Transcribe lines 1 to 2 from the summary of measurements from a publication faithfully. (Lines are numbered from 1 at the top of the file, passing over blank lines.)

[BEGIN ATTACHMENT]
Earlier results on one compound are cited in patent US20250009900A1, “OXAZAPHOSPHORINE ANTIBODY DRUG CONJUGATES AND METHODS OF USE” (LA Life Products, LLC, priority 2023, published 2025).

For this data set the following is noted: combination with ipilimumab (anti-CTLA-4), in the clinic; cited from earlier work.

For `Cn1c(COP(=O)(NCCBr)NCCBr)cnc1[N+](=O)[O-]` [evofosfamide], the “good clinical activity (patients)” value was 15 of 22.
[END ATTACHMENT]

Earlier results on one compound are cited in patent US20250009900A1, “OXAZAPHOSPHORINE ANTIBODY DRUG CONJUGATES AND METHODS OF USE” (LA Life Products, LLC, priority 2023, published 2025).

For this data set the following is noted: combination with ipilimumab (anti-CTLA-4), in the clinic; cited from earlier work.